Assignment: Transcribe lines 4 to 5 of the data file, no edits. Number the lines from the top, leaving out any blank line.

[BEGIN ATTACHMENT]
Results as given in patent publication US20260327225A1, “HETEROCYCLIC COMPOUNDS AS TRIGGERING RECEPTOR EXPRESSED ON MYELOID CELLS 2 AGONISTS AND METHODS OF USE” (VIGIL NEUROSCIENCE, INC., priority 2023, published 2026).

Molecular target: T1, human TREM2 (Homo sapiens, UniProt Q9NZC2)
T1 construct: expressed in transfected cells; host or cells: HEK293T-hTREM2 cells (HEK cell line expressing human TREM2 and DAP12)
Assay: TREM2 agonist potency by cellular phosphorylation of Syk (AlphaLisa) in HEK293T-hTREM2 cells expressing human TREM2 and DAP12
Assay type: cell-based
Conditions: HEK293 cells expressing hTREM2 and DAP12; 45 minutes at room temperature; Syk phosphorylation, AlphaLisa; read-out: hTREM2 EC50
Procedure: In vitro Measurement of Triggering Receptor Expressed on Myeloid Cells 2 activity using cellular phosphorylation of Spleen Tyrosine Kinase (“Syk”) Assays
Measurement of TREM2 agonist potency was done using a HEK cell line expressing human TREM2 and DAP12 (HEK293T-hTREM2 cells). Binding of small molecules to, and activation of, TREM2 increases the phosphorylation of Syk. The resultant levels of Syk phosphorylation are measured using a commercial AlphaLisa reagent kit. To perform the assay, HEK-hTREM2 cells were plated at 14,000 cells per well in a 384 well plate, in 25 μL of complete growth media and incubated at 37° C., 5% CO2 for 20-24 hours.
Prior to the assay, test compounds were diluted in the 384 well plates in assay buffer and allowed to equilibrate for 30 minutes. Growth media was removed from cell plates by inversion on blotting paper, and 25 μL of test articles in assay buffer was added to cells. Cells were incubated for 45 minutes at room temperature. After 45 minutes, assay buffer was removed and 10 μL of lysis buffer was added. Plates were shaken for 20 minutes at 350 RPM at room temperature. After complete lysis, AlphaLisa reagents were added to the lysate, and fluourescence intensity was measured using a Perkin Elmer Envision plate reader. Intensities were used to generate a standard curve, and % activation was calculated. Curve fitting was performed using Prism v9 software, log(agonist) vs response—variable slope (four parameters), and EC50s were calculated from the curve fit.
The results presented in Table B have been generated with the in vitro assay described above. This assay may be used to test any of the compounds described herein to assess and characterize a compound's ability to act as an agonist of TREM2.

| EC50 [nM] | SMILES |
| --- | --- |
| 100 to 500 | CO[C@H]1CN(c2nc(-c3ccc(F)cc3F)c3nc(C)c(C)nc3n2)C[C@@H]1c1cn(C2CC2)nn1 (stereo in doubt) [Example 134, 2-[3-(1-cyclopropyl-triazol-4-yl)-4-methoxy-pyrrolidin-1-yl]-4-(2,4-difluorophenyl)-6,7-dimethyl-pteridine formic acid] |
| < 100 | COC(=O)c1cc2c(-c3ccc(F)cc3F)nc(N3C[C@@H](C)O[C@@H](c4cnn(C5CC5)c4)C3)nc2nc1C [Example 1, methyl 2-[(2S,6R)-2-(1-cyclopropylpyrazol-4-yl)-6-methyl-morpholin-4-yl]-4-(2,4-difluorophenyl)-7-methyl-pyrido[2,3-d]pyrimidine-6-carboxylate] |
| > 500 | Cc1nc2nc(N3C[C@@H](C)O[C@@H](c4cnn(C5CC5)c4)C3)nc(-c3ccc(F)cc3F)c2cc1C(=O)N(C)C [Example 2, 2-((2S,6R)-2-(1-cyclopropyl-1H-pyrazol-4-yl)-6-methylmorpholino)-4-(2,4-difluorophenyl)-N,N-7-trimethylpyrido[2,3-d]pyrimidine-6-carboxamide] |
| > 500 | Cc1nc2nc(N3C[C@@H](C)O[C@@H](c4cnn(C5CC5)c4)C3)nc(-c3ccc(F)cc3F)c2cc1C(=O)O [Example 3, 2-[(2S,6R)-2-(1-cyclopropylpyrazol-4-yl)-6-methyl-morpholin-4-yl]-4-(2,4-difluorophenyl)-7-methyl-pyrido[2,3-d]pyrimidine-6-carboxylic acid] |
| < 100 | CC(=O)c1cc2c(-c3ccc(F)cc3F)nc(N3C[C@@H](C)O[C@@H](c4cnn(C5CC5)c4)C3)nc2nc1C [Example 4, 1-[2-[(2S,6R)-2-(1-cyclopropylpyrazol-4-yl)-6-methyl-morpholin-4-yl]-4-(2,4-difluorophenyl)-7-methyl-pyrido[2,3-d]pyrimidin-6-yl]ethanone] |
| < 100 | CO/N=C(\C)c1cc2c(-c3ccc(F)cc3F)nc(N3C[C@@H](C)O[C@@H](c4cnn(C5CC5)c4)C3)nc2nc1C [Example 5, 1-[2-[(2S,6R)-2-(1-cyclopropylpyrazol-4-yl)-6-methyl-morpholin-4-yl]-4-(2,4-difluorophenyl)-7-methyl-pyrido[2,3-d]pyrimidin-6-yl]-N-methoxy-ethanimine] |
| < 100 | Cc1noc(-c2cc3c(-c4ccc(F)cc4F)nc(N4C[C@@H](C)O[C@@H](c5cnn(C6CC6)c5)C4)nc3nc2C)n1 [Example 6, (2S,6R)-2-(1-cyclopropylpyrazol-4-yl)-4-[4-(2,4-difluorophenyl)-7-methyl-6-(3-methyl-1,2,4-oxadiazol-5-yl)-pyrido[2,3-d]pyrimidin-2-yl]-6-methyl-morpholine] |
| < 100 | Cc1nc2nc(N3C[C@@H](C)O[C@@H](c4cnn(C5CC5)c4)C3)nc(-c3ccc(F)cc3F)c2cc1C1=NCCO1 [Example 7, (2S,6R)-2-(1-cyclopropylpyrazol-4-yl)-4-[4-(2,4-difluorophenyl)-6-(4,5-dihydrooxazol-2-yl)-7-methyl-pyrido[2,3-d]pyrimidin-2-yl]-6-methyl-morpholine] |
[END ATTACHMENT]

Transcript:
Assay: TREM2 agonist potency by cellular phosphorylation of Syk (AlphaLisa) in HEK293T-hTREM2 cells expressing human TREM2 and DAP12
Assay type: cell-based